In its third year, the University of Rhode Island’s Teaching English to Speakers of Other Languages (TESOL) has exceeded original expectations in terms of student and teacher enrollment and success.

As of Nov. 1, the program has 17 undergraduates students participating that are expected to graduate by 2019 or 2020. In five semesters, the program has 85 students and/or teachers who have either completed it or in the process of completion.

Amy Correia a lecturer at URI in the College of Education, and the coordinator of TESOL, has been teaching English Second Language (ESL) courses for 10 years in the state of Connecticut. At the same time, she also was training teachers to become certified to teach, also in the state of Connecticut.

Correia is very satisfied with the recent success of the program as she did know what to expect when she took the leadership position. For her, the experience has taught her about herself and her own English mechanics and has been a rewarding experience overall.

“For me, it’s been really rewarding to see the program grow and to expand to many districts in the state of Rhode Island and even out-of-state students,” Correia said. “It’s been great because one of the things that the teachers who have taken my program took away was that they didn’t learn how much it would help them become a better teacher for all of their students, not just their English learners.”

Being the coordinator comes with many different challenges. Correia has been trying to make the program as practical and affordable as possible while expanding the program all over the state. To this point, the TESOL program has spread to districts all over Rhode Island and to districts in other states.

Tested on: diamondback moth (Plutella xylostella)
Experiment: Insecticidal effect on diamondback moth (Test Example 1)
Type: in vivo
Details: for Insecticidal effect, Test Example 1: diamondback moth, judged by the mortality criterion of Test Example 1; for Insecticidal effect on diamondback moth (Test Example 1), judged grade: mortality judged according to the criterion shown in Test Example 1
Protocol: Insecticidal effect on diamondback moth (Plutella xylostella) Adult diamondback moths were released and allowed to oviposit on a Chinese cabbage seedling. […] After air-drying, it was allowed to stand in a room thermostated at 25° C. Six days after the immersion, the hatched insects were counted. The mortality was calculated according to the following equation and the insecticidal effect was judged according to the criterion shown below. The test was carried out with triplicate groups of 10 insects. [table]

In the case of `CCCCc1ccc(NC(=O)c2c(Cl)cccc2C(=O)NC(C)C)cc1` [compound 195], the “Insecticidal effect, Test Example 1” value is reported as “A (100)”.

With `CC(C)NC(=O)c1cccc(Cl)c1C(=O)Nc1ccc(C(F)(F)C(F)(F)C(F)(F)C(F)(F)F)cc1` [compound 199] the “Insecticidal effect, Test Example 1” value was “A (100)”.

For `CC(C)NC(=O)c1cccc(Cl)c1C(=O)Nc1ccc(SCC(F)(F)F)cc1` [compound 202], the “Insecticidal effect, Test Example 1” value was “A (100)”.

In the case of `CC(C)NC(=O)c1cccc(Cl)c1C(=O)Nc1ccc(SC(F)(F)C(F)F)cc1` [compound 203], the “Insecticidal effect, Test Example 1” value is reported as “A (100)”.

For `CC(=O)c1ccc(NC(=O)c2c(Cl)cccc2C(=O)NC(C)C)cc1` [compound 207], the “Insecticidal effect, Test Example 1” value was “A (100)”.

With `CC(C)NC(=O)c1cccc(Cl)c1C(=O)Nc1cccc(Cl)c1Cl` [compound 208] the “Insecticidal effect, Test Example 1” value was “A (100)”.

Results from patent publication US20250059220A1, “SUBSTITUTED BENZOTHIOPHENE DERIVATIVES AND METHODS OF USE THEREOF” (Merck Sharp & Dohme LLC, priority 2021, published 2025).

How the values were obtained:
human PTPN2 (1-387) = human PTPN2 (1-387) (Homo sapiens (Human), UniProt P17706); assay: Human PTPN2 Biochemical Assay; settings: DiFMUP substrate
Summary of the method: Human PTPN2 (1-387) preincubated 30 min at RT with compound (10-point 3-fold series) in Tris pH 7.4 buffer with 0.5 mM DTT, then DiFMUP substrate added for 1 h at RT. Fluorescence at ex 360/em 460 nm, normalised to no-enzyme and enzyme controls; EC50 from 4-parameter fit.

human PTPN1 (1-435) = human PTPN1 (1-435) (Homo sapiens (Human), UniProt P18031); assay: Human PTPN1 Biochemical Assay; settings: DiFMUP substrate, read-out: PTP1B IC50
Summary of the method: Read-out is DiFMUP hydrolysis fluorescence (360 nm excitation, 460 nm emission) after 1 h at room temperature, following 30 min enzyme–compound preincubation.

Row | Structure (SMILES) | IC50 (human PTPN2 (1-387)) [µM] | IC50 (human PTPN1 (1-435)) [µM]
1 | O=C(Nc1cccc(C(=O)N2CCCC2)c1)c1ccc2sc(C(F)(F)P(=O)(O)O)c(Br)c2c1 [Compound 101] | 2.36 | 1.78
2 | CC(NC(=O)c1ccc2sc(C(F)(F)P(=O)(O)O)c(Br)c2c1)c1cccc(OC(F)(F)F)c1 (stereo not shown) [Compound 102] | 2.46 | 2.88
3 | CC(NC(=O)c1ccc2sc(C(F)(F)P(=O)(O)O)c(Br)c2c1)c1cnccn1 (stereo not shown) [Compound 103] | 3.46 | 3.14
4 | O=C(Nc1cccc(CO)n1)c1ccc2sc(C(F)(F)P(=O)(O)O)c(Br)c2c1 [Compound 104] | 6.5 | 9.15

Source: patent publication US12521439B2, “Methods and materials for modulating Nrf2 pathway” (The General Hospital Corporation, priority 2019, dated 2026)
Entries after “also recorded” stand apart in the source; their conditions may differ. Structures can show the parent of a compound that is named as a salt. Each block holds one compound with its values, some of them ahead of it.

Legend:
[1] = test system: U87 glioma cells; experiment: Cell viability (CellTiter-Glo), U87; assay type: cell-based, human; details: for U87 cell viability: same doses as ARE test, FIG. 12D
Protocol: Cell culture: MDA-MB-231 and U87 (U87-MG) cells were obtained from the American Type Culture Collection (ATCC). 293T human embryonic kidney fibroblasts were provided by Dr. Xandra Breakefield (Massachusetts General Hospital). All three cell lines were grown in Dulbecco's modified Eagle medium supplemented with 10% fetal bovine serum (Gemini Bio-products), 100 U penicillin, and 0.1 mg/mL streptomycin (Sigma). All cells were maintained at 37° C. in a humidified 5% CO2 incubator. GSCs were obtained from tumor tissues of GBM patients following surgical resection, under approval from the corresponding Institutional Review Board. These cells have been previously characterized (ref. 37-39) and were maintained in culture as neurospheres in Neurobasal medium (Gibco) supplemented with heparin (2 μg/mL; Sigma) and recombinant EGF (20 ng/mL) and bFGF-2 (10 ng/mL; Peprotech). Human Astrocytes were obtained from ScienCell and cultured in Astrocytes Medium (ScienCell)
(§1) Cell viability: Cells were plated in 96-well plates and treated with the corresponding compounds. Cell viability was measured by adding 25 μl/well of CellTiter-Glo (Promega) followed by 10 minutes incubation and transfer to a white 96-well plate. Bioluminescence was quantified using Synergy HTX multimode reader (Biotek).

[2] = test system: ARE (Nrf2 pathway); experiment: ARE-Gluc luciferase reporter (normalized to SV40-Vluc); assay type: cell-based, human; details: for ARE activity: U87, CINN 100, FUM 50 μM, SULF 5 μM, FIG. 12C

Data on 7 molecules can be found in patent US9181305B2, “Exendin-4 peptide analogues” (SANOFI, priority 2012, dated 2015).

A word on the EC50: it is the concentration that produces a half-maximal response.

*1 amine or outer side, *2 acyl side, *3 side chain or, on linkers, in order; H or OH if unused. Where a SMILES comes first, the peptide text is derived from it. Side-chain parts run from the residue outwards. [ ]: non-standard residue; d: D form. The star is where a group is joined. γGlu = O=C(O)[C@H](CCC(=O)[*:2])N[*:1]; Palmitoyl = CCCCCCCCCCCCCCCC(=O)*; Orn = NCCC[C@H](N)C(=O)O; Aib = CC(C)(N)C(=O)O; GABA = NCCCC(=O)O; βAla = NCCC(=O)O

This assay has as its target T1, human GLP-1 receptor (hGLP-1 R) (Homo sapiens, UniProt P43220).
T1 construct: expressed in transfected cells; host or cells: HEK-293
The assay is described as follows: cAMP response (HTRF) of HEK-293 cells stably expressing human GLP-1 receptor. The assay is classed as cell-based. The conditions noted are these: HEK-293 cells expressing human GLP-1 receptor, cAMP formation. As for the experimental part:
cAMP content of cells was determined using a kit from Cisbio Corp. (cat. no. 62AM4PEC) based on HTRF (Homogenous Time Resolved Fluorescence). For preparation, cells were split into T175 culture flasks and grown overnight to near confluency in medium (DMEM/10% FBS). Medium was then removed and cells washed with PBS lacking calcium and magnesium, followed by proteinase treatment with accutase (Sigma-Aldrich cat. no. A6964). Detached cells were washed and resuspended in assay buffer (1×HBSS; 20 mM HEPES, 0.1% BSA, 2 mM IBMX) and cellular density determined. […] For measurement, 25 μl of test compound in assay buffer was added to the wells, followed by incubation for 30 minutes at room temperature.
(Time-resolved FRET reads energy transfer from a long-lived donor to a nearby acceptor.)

Correia spoke on the challenges that come with educating students on the English language and how difficult it can be.

“It’s challenging,” Correia said. “My experience has been teaching high school age English learners. They come filled with different capacities, not as blank slates. For the most part, my students have literacy in their home language. The goal is to transfer their capacities into learning English.”

Although it’s a difficult process to teach ESL to English learners, Correia has loved every second of the opportunity. She noted the difference between English learners and normal students, keying in on their desire to learn the English language as best as possible.

“What’s great about working with high school age English learners is that they have a very high motivation to acquire because you want to make friends, you want to live in a new environment, you want to get a job, go to college, etc,” Correia said. “Often times, their desire to learn as quickly as they can is high and if they do have a strong literacy in their first language, it’s much easier to transfer those skills into English because they already know how to read. They already conceptually know how to write.”

Teaching these students has also helped Correia tap into what it means to be a teacher. Correia found that she learned more about her own language by teaching it to others.

“When you go to teach, it’s when you actually really learn,” Correia said. “When I started teaching English learners, I thought I had a strong command of the English language but I didn’t realize how much I didn’t know until I started teaching language, not literature. It’s made me learn a lot more about the English language.”